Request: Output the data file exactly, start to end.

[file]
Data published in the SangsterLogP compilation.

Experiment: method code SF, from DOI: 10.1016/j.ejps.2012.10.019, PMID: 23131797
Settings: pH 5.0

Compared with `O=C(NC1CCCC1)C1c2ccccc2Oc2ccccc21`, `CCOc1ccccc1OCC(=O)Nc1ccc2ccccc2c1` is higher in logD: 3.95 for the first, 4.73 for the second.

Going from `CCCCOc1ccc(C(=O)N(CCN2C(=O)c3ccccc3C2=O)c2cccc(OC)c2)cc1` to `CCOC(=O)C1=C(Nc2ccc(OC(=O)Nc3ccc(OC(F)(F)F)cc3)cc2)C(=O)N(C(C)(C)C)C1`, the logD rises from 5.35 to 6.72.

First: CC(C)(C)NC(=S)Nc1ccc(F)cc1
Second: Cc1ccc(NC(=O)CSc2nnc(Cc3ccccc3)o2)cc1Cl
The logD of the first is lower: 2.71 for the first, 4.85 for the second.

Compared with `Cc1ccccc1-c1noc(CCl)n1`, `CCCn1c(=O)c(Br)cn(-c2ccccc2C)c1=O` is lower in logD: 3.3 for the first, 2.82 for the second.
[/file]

Data published in the SangsterLogP compilation.

Experiment: method code SF, from DOI: 10.1016/j.ejps.2012.10.019, PMID: 23131797
Settings: pH 5.0

Compared with `O=C(NC1CCCC1)C1c2ccccc2Oc2ccccc21`, `CCOc1ccccc1OCC(=O)Nc1ccc2ccccc2c1` is higher in logD: 3.95 for the first, 4.73 for the second.

Going from `CCCCOc1ccc(C(=O)N(CCN2C(=O)c3ccccc3C2=O)c2cccc(OC)c2)cc1` to `CCOC(=O)C1=C(Nc2ccc(OC(=O)Nc3ccc(OC(F)(F)F)cc3)cc2)C(=O)N(C(C)(C)C)C1`, the logD rises from 5.35 to 6.72.

First: CC(C)(C)NC(=S)Nc1ccc(F)cc1
Second: Cc1ccc(NC(=O)CSc2nnc(Cc3ccccc3)o2)cc1Cl
The logD of the first is lower: 2.71 for the first, 4.85 for the second.

Compared with `Cc1ccccc1-c1noc(CCl)n1`, `CCCn1c(=O)c(Br)cn(-c2ccccc2C)c1=O` is lower in logD: 3.3 for the first, 2.82 for the second.